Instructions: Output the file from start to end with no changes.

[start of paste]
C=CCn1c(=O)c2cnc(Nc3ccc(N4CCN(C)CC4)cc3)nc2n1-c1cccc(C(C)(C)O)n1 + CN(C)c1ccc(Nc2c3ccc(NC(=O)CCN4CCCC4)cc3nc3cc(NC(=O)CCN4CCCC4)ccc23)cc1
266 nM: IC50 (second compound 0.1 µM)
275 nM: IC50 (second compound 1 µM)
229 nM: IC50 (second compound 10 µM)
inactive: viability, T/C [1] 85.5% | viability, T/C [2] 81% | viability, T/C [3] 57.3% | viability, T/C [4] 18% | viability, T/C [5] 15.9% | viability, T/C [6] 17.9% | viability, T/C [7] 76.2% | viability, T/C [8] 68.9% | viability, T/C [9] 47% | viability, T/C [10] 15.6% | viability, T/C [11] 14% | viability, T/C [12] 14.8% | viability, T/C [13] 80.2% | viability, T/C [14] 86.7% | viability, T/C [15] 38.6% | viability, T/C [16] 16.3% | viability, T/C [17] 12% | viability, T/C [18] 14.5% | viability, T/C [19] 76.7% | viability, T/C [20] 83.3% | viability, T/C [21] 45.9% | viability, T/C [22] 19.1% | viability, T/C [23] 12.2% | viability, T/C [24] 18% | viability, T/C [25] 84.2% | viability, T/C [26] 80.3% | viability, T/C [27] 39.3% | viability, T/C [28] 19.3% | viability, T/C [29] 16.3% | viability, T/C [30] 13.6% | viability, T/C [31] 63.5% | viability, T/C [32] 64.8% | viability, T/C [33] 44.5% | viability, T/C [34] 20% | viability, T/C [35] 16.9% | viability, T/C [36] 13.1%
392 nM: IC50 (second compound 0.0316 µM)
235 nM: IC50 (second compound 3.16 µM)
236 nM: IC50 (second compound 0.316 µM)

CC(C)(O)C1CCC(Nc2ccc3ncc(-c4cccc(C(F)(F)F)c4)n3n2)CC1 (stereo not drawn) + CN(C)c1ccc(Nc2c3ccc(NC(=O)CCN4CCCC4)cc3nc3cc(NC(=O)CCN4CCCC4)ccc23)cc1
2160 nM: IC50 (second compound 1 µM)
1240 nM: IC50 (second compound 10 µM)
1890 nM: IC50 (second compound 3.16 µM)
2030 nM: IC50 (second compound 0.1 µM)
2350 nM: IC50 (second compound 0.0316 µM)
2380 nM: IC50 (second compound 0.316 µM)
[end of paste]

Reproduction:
C=CCn1c(=O)c2cnc(Nc3ccc(N4CCN(C)CC4)cc3)nc2n1-c1cccc(C(C)(C)O)n1 + CN(C)c1ccc(Nc2c3ccc(NC(=O)CCN4CCCC4)cc3nc3cc(NC(=O)CCN4CCCC4)ccc23)cc1
266 nM: IC50 (second compound 0.1 µM)
275 nM: IC50 (second compound 1 µM)
229 nM: IC50 (second compound 10 µM)
inactive: viability, T/C [1] 85.5% | viability, T/C [2] 81% | viability, T/C [3] 57.3% | viability, T/C [4] 18% | viability, T/C [5] 15.9% | viability, T/C [6] 17.9% | viability, T/C [7] 76.2% | viability, T/C [8] 68.9% | viability, T/C [9] 47% | viability, T/C [10] 15.6% | viability, T/C [11] 14% | viability, T/C [12] 14.8% | viability, T/C [13] 80.2% | viability, T/C [14] 86.7% | viability, T/C [15] 38.6% | viability, T/C [16] 16.3% | viability, T/C [17] 12% | viability, T/C [18] 14.5% | viability, T/C [19] 76.7% | viability, T/C [20] 83.3% | viability, T/C [21] 45.9% | viability, T/C [22] 19.1% | viability, T/C [23] 12.2% | viability, T/C [24] 18% | viability, T/C [25] 84.2% | viability, T/C [26] 80.3% | viability, T/C [27] 39.3% | viability, T/C [28] 19.3% | viability, T/C [29] 16.3% | viability, T/C [30] 13.6% | viability, T/C [31] 63.5% | viability, T/C [32] 64.8% | viability, T/C [33] 44.5% | viability, T/C [34] 20% | viability, T/C [35] 16.9% | viability, T/C [36] 13.1%
392 nM: IC50 (second compound 0.0316 µM)
235 nM: IC50 (second compound 3.16 µM)
236 nM: IC50 (second compound 0.316 µM)

CC(C)(O)C1CCC(Nc2ccc3ncc(-c4cccc(C(F)(F)F)c4)n3n2)CC1 (stereo not drawn) + CN(C)c1ccc(Nc2c3ccc(NC(=O)CCN4CCCC4)cc3nc3cc(NC(=O)CCN4CCCC4)ccc23)cc1
2160 nM: IC50 (second compound 1 µM)
1240 nM: IC50 (second compound 10 µM)
1890 nM: IC50 (second compound 3.16 µM)
2030 nM: IC50 (second compound 0.1 µM)
2350 nM: IC50 (second compound 0.0316 µM)
2380 nM: IC50 (second compound 0.316 µM)